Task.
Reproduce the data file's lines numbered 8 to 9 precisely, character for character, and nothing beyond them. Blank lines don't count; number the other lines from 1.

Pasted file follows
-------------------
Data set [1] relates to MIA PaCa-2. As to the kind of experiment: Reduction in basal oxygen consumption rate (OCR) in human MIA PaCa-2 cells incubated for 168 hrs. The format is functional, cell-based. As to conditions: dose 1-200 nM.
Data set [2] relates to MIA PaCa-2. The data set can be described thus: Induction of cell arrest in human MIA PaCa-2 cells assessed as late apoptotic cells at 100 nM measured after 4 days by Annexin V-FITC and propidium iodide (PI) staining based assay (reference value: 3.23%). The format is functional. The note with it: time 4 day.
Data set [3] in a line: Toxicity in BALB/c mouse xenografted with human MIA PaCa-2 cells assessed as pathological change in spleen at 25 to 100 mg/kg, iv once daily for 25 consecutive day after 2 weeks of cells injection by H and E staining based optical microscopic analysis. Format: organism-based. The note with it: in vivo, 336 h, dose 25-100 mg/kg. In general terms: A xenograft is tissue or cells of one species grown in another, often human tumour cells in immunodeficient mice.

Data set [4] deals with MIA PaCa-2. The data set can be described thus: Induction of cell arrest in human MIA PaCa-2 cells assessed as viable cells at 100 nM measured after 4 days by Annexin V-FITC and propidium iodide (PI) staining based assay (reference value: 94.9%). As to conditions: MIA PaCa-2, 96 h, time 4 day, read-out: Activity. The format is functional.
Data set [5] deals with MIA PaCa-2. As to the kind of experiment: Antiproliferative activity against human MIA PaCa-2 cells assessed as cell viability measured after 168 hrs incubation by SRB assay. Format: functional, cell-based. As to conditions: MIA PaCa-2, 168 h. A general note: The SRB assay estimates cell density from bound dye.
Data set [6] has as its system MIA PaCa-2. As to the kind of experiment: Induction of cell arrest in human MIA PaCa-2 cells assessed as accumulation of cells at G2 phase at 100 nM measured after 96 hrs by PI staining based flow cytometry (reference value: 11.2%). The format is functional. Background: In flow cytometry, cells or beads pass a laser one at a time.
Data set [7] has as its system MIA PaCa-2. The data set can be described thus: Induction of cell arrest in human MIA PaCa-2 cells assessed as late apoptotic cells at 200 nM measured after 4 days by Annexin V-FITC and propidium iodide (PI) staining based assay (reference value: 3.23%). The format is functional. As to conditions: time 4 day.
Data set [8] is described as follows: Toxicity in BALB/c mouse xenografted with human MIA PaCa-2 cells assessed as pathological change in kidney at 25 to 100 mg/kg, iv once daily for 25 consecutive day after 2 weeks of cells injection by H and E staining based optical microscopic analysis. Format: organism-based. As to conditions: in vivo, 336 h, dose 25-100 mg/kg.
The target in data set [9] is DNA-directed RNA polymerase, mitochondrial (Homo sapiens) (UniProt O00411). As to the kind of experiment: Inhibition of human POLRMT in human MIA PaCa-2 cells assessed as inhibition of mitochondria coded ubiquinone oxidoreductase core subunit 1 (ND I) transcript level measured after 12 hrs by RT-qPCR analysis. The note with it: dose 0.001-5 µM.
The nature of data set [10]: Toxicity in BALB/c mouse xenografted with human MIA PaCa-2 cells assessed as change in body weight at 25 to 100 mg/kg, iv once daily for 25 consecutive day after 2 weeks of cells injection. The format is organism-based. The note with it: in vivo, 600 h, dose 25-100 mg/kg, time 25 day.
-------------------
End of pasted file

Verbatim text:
Data set [8] is described as follows: Toxicity in BALB/c mouse xenografted with human MIA PaCa-2 cells assessed as pathological change in kidney at 25 to 100 mg/kg, iv once daily for 25 consecutive day after 2 weeks of cells injection by H and E staining based optical microscopic analysis. Format: organism-based. As to conditions: in vivo, 336 h, dose 25-100 mg/kg.
The target in data set [9] is DNA-directed RNA polymerase, mitochondrial (Homo sapiens) (UniProt O00411). As to the kind of experiment: Inhibition of human POLRMT in human MIA PaCa-2 cells assessed as inhibition of mitochondria coded ubiquinone oxidoreductase core subunit 1 (ND I) transcript level measured after 12 hrs by RT-qPCR analysis. The note with it: dose 0.001-5 µM.